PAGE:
PROBLEMS ENCOUNTERED WITH SURGICAL PATHOLOGY DATABASES
The most difficult problem encountered with analyzing data in a coded pathology database does not relate to the reliability of codes. The single most difficult obstacle involves distinguishing multiple specimens received for a single lesion. For instance, a basal cell carcinoma may be biopsied once and excised the following week. These two specimens and their corresponding reports should somehow reflect the fact that the patient had only one basal cell carcinoma. In the University of Florida database, there were more than 6500 patients with more than one surgical pathology report(in a database that included 29,127 patients) (26). Some of these multiple reports represented separate procedures accessioned for the same lesion (e.g., a diagnostic biopsy followed by a wide resection). In any database study, a mechanism must be established that eliminates redundant biopsies while preserving database entries for multiple different lesions in an individual. In our prior study, redundant codes were eliminated by preparing a list of all the topography and morphology codes for each patient and eliminating topography-morphology pairs that shared the same first two digits of their topography and morpholoogy codes. The reason for matching only the first two digits-pairs was to allow for differences among pathologists in their choice of a topography and morphology codes (i.e., idiosyncratic differences in the last three digits). This solution for dealing with code redundancy is just one possibility. The best strategy for dealing with the problems created by report redundancy would be determined by the intended use of the database. Depending on the specific goals of a study, there might be widely different strategies for dealing with the problem of lesion redundancy.
Another important problem that would be faced by any user of a surgical pathology database is reliability of the data. For instance, is every lymphoma in the database diagnosed accurately? One of the advantages of drawing data from a large database is that resulting large numbers tend to smooth out inaccuracies from a small number of unreliable contributors. However, the issue of the diagnostic accuracy of database entries can be resolved by reviewing the actual cases. In studies whose conclusions rely on a relatively small number of cases, it might be practical to review the pathologic material for every case. Studies culled from hundreds or thousands of cases may choose sampling techniques to review a predetermined percentage of cases, and then adjust for the sample error rate in the final statistical analysis.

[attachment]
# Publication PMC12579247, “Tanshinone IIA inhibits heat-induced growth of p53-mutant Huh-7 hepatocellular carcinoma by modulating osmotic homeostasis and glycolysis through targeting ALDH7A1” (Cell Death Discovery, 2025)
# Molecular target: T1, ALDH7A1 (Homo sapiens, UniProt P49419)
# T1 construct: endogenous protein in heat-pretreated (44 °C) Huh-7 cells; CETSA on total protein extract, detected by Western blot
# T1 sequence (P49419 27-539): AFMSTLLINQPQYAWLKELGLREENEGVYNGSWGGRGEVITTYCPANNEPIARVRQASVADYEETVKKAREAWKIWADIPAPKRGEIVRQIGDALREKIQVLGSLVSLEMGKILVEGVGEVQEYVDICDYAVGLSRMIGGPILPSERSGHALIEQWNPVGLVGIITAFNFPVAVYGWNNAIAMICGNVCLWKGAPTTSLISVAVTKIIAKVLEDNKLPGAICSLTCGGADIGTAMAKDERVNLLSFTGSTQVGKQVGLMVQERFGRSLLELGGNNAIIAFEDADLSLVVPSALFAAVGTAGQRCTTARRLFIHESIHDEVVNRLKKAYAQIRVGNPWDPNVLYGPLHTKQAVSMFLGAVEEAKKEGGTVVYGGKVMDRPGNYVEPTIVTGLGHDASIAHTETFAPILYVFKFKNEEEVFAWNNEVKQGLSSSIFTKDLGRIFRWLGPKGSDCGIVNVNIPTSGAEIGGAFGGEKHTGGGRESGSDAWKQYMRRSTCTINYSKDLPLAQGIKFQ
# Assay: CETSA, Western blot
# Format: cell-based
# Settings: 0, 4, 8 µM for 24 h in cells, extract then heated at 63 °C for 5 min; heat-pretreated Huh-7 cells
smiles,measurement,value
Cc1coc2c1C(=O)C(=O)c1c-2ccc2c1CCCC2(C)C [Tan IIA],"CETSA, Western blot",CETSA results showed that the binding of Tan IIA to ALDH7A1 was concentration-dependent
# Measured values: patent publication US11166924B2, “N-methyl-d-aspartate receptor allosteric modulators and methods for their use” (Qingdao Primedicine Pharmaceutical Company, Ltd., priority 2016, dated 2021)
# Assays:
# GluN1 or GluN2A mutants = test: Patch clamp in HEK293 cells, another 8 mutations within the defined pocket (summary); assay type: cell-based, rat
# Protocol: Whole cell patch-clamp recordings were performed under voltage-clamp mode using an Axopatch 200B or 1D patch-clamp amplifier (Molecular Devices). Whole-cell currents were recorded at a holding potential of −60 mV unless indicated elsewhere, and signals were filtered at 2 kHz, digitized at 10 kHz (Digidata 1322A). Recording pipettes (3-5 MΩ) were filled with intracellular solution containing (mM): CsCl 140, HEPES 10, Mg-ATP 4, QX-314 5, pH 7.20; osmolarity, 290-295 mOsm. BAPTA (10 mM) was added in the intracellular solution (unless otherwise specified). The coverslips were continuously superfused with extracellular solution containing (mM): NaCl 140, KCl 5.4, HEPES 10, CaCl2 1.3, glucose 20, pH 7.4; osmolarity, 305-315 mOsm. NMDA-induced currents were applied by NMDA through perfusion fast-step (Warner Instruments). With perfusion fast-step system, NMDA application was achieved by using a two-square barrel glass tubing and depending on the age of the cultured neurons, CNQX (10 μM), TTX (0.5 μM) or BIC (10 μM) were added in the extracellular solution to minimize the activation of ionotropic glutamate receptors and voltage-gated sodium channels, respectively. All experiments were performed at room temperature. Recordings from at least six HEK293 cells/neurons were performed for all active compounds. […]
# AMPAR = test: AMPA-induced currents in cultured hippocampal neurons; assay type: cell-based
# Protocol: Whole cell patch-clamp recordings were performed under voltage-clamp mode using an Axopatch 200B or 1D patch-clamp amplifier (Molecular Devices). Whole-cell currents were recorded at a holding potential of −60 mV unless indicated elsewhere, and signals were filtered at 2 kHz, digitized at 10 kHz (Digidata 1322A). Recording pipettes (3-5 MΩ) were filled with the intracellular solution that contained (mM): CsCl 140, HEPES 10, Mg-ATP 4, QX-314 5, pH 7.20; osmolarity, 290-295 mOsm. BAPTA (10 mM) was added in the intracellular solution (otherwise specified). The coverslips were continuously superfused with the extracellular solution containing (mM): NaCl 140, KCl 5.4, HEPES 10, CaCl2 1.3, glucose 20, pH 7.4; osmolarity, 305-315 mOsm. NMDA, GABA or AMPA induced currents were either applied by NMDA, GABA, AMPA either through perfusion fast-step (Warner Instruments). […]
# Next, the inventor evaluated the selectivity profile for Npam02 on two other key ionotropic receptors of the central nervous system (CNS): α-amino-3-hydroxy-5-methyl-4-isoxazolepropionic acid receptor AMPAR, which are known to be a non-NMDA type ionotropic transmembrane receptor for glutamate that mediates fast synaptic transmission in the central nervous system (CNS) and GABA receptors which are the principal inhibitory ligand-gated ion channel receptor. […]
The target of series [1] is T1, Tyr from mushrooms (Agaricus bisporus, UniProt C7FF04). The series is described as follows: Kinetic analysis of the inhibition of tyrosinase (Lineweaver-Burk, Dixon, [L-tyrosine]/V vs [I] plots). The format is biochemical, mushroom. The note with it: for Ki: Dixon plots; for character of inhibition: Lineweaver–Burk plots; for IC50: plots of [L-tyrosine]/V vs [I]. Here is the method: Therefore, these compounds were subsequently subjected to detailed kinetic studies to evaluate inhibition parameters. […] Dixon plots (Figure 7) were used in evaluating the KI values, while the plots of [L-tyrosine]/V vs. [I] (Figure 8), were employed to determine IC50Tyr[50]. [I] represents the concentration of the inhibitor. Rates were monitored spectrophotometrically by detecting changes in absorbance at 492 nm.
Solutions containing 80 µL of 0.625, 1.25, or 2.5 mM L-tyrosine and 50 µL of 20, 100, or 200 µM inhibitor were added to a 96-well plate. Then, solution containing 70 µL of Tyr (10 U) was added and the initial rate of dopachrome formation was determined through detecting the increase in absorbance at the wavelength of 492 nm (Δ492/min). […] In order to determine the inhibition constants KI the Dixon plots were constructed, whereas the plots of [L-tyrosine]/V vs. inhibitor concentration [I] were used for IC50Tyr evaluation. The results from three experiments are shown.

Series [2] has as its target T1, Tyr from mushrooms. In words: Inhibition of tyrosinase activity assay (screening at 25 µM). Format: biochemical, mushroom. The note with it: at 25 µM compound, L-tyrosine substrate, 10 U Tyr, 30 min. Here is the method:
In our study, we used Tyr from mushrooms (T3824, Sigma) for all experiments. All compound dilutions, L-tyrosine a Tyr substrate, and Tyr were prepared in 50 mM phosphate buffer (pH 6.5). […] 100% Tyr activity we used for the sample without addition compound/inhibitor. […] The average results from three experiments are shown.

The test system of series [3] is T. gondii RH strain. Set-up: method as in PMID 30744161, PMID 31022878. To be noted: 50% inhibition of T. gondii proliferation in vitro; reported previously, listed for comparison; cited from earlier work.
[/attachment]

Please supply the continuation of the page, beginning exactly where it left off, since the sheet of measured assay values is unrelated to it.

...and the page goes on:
SIX GUIDELINES FOR SUCCESSFUL ENCODING OF DATA
In order to automatically code a collection of surgical pathology reports, six conditions must hold.
1. The department must be able to download all its reports. Many pathology departments cannot download a complete file of their own reports. Commercial laboratory information systems are geared toward showing specified reports (usually for a particular patient), and cannot always be modified to perform a complete data dump for a large segment of raw data.
2. The download must include every report once only. Every report must have a unique identifier, and the reports must be separated in an unambiguous manner. There is no guarantee that a laboratory information system maintains report data in a nonredundant or consecutive file. For instance, reports may be attached to the patient identifier. Patient identifiers may reside in different computer files, depending on the area of the hospital that treats the patient (oncology inpatient data may reside in a different file than dermatology outpatients).
3. Every patient must have a single, unique identifier. If the patient comes to the clinic, and his name is entered as Kieth Johnson, that patient may get a second identifier on his next visit when his name is entered as Keith Jonson. This separation of reports effectively ruins patient linkages in the hospital database. Every time a patient is admitted to the hospital, the admission clerk should ask: Have you been here before? If the patient's current name or other demographics are different from the previous visit, then the computer system should be able to handle aliases. The unique identification of a patient is one of the most important responsibilities of a medical center. Maintaining a single, unique identifier for each patient requires diligence, and it is often done inadequately.